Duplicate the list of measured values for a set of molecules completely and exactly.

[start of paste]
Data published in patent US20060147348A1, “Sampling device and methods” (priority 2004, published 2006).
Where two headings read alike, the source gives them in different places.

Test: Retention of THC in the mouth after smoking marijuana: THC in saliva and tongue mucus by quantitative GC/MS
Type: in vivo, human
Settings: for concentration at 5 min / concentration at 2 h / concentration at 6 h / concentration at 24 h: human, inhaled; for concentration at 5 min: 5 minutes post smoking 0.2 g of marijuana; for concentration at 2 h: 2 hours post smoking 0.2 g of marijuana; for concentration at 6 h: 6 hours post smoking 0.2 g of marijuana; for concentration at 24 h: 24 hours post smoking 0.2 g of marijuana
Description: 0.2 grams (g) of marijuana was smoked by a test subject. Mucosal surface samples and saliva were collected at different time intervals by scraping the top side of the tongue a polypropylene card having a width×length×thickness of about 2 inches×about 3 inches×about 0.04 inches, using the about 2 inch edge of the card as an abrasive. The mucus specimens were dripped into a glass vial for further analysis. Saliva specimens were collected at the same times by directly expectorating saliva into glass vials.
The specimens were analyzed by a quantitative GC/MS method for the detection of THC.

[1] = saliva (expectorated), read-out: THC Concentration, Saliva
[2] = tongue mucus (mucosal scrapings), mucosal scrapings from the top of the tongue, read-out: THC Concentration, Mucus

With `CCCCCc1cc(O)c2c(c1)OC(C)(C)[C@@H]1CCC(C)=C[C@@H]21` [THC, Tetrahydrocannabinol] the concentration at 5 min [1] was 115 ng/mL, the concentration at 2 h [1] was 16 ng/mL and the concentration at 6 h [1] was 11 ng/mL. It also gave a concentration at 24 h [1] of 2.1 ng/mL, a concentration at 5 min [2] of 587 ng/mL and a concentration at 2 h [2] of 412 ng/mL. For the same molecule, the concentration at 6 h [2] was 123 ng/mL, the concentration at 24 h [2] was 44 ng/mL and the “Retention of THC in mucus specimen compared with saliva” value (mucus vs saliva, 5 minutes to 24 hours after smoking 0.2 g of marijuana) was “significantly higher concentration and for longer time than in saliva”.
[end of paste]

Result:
Data published in patent US20060147348A1, “Sampling device and methods” (priority 2004, published 2006).
Where two headings read alike, the source gives them in different places.

Test: Retention of THC in the mouth after smoking marijuana: THC in saliva and tongue mucus by quantitative GC/MS
Type: in vivo, human
Settings: for concentration at 5 min / concentration at 2 h / concentration at 6 h / concentration at 24 h: human, inhaled; for concentration at 5 min: 5 minutes post smoking 0.2 g of marijuana; for concentration at 2 h: 2 hours post smoking 0.2 g of marijuana; for concentration at 6 h: 6 hours post smoking 0.2 g of marijuana; for concentration at 24 h: 24 hours post smoking 0.2 g of marijuana
Description: 0.2 grams (g) of marijuana was smoked by a test subject. Mucosal surface samples and saliva were collected at different time intervals by scraping the top side of the tongue a polypropylene card having a width×length×thickness of about 2 inches×about 3 inches×about 0.04 inches, using the about 2 inch edge of the card as an abrasive. The mucus specimens were dripped into a glass vial for further analysis. Saliva specimens were collected at the same times by directly expectorating saliva into glass vials.
The specimens were analyzed by a quantitative GC/MS method for the detection of THC.

[1] = saliva (expectorated), read-out: THC Concentration, Saliva
[2] = tongue mucus (mucosal scrapings), mucosal scrapings from the top of the tongue, read-out: THC Concentration, Mucus

With `CCCCCc1cc(O)c2c(c1)OC(C)(C)[C@@H]1CCC(C)=C[C@@H]21` [THC, Tetrahydrocannabinol] the concentration at 5 min [1] was 115 ng/mL, the concentration at 2 h [1] was 16 ng/mL and the concentration at 6 h [1] was 11 ng/mL. It also gave a concentration at 24 h [1] of 2.1 ng/mL, a concentration at 5 min [2] of 587 ng/mL and a concentration at 2 h [2] of 412 ng/mL. For the same molecule, the concentration at 6 h [2] was 123 ng/mL, the concentration at 24 h [2] was 44 ng/mL and the “Retention of THC in mucus specimen compared with saliva” value (mucus vs saliva, 5 minutes to 24 hours after smoking 0.2 g of marijuana) was “significantly higher concentration and for longer time than in saliva”.